Lesson

Prepare agency staff for implementation of new ITS technologies and involve maintenance and information technology (IT) staff in the installation process.

Washoe County’s experience implementing a comprehensive transit ITS program.


May 2010
Reno; Nevada; United States


Background (Show)

Lesson Learned

The Regional Transportation Commission (RTC) of Washoe County, Nevada involved the agency staff in its comprehensive ITS implementation process, which began with the selection of a contractor and continued for four years until the system was accepted as operational meeting the requirements set by the agency. The lessons learned from RTC’s efforts to prepare for and to manage the impending challenges posed by new technologies are presented below.

Prepare agency staff for implementation of new ITS technologies.
    Recognize disruptive changes: It is nearly impossible for a technical installation involving hundreds of vehicles, multiple communication networks, and dozens of computers to happen flawlessly. The agency Project Manager should prepare agency staff for the potential that installation may be disruptive and challenging. As noted in other lessons from this project, having champions for each transit ITS user group would provide a way to maintain enthusiasm and communicate with the agency staff. Proper preparation would reduce potential staff frustration.

    Prepare staff for acceptance: In many agencies, some transit staff members are reluctant to change their current practices, regardless of the potential benefits of a new system. When the system has shortcomings or failures, the reluctant staff members may become more hesitant to accept new technologies, even after they are working well. By preparing staff and making them aware that the system is likely to have some issues at startup, it will help to encourage staff acceptance.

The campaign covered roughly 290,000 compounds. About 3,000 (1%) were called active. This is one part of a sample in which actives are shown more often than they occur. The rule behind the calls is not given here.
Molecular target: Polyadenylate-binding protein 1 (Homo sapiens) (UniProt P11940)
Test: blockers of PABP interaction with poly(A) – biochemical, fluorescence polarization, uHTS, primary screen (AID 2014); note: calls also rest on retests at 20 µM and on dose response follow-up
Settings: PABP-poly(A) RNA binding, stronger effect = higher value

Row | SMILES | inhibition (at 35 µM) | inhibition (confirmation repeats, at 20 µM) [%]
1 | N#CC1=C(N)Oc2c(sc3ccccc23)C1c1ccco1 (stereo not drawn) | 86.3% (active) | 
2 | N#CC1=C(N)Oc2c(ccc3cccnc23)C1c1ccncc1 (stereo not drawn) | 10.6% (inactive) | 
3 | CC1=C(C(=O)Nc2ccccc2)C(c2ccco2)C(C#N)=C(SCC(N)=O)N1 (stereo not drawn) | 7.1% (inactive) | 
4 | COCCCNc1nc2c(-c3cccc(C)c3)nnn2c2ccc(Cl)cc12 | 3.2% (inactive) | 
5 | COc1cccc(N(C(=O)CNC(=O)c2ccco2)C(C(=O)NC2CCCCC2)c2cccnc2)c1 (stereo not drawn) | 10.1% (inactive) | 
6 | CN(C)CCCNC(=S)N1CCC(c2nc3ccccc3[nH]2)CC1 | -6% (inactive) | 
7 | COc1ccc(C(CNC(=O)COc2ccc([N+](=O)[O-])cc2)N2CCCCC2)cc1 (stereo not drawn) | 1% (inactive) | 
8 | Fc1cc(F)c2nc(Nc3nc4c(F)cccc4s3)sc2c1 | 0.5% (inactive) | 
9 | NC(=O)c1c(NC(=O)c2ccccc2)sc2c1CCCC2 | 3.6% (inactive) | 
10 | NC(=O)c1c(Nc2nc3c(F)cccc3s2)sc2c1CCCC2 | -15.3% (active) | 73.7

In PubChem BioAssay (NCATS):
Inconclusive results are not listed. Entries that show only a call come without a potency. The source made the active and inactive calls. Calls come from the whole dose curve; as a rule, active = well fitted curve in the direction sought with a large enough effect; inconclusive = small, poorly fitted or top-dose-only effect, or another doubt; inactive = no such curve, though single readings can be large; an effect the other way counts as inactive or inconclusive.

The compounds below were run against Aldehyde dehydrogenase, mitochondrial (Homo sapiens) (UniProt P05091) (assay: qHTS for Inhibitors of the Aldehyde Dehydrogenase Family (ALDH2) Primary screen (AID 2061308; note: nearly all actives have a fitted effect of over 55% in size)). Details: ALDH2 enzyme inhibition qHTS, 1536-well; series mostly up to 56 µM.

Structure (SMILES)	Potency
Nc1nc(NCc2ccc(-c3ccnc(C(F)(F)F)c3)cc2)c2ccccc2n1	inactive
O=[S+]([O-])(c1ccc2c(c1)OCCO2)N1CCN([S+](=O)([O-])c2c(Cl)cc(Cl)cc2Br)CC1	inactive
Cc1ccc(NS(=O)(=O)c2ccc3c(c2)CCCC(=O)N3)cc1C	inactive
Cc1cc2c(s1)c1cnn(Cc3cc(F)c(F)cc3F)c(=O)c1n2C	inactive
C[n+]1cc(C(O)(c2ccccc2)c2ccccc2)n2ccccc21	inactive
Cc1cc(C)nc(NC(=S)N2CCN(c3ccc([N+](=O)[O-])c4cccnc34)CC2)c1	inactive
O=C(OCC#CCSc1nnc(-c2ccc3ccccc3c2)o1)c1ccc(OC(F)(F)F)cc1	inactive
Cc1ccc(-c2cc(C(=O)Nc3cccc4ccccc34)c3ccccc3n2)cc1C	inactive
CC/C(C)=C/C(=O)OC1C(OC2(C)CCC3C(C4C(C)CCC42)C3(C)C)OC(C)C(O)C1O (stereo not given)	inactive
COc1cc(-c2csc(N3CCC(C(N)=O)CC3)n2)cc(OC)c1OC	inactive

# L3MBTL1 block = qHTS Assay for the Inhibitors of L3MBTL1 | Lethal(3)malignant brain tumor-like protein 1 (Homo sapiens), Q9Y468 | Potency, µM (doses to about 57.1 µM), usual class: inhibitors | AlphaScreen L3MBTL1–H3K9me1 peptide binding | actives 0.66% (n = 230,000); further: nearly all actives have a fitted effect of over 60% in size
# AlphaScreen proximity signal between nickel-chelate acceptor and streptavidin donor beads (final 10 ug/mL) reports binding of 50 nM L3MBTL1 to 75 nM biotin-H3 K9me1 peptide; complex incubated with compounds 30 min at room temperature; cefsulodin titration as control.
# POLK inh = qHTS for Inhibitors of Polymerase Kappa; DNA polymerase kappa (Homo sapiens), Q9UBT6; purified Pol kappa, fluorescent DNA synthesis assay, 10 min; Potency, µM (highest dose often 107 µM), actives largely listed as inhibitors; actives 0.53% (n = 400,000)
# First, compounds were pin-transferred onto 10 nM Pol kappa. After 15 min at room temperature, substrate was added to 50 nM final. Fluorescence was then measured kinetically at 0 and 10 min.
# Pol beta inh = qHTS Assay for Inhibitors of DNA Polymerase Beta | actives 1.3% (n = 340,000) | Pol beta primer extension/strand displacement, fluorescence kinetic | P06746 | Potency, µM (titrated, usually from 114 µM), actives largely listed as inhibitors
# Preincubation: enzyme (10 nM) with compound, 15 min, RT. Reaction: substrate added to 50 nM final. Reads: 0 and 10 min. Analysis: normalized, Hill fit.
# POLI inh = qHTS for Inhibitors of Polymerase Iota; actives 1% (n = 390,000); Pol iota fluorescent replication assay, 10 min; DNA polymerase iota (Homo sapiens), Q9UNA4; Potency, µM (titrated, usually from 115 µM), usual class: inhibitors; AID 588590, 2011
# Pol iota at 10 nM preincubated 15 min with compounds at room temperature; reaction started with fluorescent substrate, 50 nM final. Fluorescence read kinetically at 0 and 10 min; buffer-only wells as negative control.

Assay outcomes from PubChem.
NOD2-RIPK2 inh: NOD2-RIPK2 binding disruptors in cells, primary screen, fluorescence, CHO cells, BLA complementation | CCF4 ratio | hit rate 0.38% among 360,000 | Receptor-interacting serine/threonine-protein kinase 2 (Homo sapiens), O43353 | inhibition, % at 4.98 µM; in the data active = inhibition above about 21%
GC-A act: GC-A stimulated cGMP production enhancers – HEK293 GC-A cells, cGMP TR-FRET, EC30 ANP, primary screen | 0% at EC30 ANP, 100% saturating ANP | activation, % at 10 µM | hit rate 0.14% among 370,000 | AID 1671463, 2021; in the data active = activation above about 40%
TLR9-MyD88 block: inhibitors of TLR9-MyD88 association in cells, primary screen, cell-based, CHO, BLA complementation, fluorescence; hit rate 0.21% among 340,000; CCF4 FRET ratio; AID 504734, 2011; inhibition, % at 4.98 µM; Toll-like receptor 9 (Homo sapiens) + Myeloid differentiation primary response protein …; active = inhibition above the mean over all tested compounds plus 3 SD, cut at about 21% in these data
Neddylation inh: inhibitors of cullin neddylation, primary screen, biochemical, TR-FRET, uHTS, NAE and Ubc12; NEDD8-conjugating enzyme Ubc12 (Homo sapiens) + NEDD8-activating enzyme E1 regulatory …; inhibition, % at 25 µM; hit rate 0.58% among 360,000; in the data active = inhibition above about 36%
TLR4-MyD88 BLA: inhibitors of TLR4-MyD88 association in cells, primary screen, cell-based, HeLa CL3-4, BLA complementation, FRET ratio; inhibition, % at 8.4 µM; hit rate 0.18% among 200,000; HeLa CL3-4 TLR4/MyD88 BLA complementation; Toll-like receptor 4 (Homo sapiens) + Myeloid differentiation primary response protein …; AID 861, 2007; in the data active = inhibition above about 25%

Include staff as co-participants: RTC’s staff was accepting of the new transit ITS. The agency Project Manager did an excellent job of involving staff in the planning and procurement process, and preparing them for potential issues. It was noted during interviews for this evaluation that dispatch and maintenance employees were fully accepting of the system from the beginning and expected debugging to be part of the implementation process. A small number of vehicle operators, however, did have technical issues with in-vehicle hardware. While those early issues have been resolved, the staff members that experienced them are still less likely to accept and fully utilize the transit ITS.

    Listen to staff’s concerns: Some ways to prepare staff for the potential obstacles of the implementation process are to provide them with channels for voicing their complaints and frustrations. This can be a form for them to document system errors or functions that do not work properly. Such a form gives the contractor and agency Project Managers concrete examples to review and resolve. It also can help the staff feel a sense of ownership in the system because they are a part of the process to improve it.